Because there’s no such thing as forever…

I saw a picture of a huge graffiti on a wall in my city that read: WALANG FOREVER (There’s no forever) and shared it with my family, joking that whoever wrote it must have been really hurting. But my ever-serious 16-year-old nephew replied: “There really is no forever.” To which I said: “But that’s not what Kenny Loggins said!”

When I checked on Google, there is actually a good number of people asking why “forever” is promised by people in love when everyone knows this is a mere impossibility. I did not bother reading the answers because I think we all know what the answer to that is.

And I am not going to dwell on the reason people say it, but rather on the benefit of there being no forever.

I learned this years ago when I was young and naive and stupidly in love with the most unromantic man I have ever met. We were walking in a quiet, wooded area, dead leaves crackling under our shoes as we walked. I looked up when I heard the sound of the leaves as a gentle breeze blew. It was such a beautiful moment, walking with the man who meant the world to me then. So I told him. And he said casually, “You know why this is so beautiful now? It’s because you know it’s not going to last.” At that time, it made me feel so sad, but now whenever I think of it, I am grateful that at that moment, I learned to appreciate things that have a short life span.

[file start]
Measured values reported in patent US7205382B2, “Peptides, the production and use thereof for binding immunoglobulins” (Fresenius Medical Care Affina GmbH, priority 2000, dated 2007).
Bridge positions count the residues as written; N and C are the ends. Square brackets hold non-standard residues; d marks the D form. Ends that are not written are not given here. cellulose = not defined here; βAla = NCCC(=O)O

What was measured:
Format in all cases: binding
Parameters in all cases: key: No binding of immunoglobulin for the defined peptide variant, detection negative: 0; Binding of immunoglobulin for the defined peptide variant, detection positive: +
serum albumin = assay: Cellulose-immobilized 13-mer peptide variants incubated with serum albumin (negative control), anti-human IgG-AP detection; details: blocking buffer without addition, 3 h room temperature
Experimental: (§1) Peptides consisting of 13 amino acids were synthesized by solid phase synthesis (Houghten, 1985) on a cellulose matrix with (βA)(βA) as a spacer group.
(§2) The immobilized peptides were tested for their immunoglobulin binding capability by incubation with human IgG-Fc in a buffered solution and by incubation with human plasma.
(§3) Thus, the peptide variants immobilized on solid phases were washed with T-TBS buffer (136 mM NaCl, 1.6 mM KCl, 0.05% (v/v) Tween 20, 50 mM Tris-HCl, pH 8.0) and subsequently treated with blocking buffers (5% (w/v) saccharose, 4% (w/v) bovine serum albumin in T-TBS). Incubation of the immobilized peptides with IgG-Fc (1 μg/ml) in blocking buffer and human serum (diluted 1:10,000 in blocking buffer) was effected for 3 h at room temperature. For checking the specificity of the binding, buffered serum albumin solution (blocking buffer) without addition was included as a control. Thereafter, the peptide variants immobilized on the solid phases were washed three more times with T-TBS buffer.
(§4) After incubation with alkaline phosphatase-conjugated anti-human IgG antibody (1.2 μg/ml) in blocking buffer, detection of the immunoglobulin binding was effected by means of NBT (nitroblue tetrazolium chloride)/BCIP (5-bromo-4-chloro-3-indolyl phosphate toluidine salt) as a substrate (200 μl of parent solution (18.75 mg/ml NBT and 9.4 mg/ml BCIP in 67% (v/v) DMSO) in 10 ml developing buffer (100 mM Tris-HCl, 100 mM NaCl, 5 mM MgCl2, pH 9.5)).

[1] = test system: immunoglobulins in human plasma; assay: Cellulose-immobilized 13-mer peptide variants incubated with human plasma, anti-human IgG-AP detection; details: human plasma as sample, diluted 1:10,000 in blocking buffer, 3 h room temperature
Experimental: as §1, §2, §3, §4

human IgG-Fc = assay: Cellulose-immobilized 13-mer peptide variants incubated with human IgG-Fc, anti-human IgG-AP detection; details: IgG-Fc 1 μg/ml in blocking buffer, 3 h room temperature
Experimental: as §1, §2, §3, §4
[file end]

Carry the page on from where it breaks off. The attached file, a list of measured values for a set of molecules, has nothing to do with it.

Now when my husband leaves for work in the morning and says goodbye to me, no matter how busy I am, I stop whatever I’m doing and give him my full attention.

As I travel every month, I say a proper goodbye to my family and friends because who knows, we may never see each other again (that plane could … you know?)

This is not to dismiss the anguish of those who are suffering, but I sometimes think those who are told they only have this or that much time to live have the benefit of preparing not only themselves but also their loved ones of the former’s impending departure.